Last Updated on June 22, 2020 by Laura Cooper
There’s nothing quite like a 150th birthday party. Parks Canada has been waiving admission fees to all of Canada’s National Parks and National Historic Sites for 2017 with their Discovery Pass. Get your free pass, and then add these 6 unique things you can do at Canada’s National Parks to your travel list:
Sleep in the trees
Parks Canada is trying out several new accommodation options, to offer parks-goers a new experience. Try the Cocoon Tree Bed in the Cape Breton Highlands National Park in Nova Scotia. Suspended in the trees, you’ll access your new home by stairs, and sleep on a 2.5m mattress, looking out at the sea.
Other new accommodations include the Goutte d’O in Fundy National Park, and the oTENTik found at parks across the country. The Goutte d’O is a rain-drop shaped accommodation includes a sofa bed and a second level hammock loft. Currently, it’s installed on a wooden platform, with plants to suspend it or mount it on stilts. The oTENTik is a cross between a tent and rustic cabin, including wooden beds, table and chairs, and patio chairs for enjoying.
Experience First Nation’s life
Dance into New Brunswick’s history at Kouchibouguac National Park with traditional Mi’kmaw ceremonial dances and music. Learn traditional dances, their significance, and visit a wigwam – a domed dwelling used for ceremonies. Visit Callanders Beach and see traditional dress, artefacts, and hear history from locals. Kouchibouguac also offers a Voyageur Canoe Experience with a replica Voyageur Canoe, like those used by First Nations and early settlers in the area.
Look up…way up
Camp at the most northerly tip of the Yukon. And we truly mean north: you have to fly-in to access Ivvavik National Park. You’ll be hosted by the Iunvialuit people on a guided hike through mountain ranges, seeing the Yukon Arctic coast, and northern history. This trip isn’t for everyone – you’ll be hiking on uneven, strenuous terrain. From base camp (a former gold mine), explore along rivers and fish for char, and watch for wildlife like the horned Dall sheep. Explore all the north has to offer with the stunning views and wildlife here. Rafting the 130k Firth River to the Arctic Ocean is also a possibility, here.
Sometimes the safest place to see nature is from your car: enjoy an 80km drive through Grasslands National Park in Saskatchewan and enjoy stunning landscapes, prairie dog colonies, and Bison sightings. This park shares a border with Montana, so there’s plenty of bison throughout – and an active conservation program. The self-guided tour takes about 2.5hours, and has archaeological sites, and hiking trails along the route. Opt to take a “Backstage tour” to the bison program and learn from guides how the plains bison was brought back from near-extinction, here, and see these 2,000 pound beasts in their natural habitat.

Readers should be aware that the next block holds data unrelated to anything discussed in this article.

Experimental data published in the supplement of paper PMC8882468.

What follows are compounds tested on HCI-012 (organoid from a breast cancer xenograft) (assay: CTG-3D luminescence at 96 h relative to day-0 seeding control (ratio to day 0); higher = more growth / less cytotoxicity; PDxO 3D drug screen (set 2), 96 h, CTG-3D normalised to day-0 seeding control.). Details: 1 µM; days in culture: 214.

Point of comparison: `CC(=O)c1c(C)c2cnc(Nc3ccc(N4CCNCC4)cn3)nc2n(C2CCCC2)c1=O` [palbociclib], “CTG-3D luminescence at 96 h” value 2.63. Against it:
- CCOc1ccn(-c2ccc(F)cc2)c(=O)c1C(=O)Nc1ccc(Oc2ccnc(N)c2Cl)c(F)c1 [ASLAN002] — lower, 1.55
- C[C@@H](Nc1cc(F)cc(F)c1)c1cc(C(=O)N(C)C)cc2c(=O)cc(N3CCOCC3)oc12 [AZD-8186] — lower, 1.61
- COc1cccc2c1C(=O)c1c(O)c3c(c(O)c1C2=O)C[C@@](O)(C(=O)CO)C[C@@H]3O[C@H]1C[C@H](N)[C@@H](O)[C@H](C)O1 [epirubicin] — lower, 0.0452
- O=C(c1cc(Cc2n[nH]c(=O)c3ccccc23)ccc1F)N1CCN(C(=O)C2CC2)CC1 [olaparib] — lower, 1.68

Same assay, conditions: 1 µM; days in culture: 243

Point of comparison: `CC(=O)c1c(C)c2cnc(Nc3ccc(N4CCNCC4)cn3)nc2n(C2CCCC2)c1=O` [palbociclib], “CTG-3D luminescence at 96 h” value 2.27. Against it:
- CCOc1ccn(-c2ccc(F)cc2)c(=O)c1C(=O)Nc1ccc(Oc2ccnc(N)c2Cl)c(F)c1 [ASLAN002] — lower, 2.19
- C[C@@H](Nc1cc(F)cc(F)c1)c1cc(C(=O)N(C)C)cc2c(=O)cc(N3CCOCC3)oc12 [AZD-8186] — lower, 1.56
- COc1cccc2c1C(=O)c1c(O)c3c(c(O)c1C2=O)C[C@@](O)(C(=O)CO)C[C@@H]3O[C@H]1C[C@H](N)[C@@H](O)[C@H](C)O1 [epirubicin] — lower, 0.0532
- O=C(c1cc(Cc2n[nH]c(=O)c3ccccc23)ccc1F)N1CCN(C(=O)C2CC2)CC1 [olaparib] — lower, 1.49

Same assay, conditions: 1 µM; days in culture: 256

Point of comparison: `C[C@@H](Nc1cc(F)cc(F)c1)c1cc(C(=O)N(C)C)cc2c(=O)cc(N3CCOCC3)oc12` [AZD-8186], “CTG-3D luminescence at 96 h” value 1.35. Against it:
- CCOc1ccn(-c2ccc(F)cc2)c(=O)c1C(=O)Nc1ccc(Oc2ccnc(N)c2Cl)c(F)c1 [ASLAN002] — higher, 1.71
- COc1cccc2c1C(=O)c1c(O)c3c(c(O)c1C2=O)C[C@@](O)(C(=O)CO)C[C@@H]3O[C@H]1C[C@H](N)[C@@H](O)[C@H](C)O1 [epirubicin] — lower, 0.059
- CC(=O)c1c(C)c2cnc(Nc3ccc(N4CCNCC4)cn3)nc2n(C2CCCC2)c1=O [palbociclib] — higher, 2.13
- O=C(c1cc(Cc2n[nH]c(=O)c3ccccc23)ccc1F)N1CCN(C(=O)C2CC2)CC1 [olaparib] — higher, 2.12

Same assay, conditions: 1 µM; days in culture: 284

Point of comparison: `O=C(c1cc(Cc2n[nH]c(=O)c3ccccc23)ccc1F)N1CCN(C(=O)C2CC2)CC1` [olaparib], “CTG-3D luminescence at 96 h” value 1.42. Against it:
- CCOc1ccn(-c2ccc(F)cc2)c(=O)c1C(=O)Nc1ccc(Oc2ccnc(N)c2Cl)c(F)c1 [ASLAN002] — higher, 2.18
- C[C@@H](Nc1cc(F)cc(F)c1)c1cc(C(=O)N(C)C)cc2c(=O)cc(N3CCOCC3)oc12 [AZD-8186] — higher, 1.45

*Looking for something to really jump into history? Take a 48-hour horseback adventure through Grasslands National Park and the badlands with a local rancher. You’ll eat your meals from a chuck wagon, and get in touch with your inner cowboy. There is truly something for every interest in the 47 Canada National Parks!
Scuba dive to shipwrecks
Did you know that Canada also has 4 National Marine Conversation Areas, in addition to the over 40 national parks and park reserves? Find ancient rock formations in Fathom Five National Marine Park in Lake Huron. Here, you can explore the underbelly of Canada: dive in some of the best freshwater diving in the world. Cliffs, caves, and over 20 historic shipwrecks offer lots to explore and at a variety of levels – from beginner to expert. This park has plenty to do out of the water, too: enjoy hikes and backcountry camping at Fathom Five’s Flowerpot Island, explore caves, and get Instagram-worthy photos of the crystal-clear turquoise waters that look like they belong in the Caribbean!
Flock to the Warbler Capital of Canada
Point Pelee National Park is the Warbler Capital of Canada, and a mecca for birdwatchers who gather each year for the Festival of Birds. Don’t forget your camera when you visit here: from forests to marsh, Point Pelee is home to almost 400 species of birds, so keep your eyes peeled. The area has been recognized as a world-class birding site, and the area’s bird migration in the spring is the reason Point Pelee was designated a national park. With your camera and binoculars handy, opt to explore by trail, canoe, or kayak.
What is free with the Parks Canada Discovery Pass?
- 47 Canada National Parks
- 171 National Historic Sites
- 4 National Marine Conservation Areas
- 8 Historic Canals
- Kayaking: access to day paddling is included with your own kayak
- Interpretive Programs
- Canals: boaters won’t be charged lockage
Pick up your free Parks Canada Discovery Pass at any CIBC or MEC in Canada, specific visitor information centers in each province, at the entrance to any Parks Canada park or site, or by ordering online.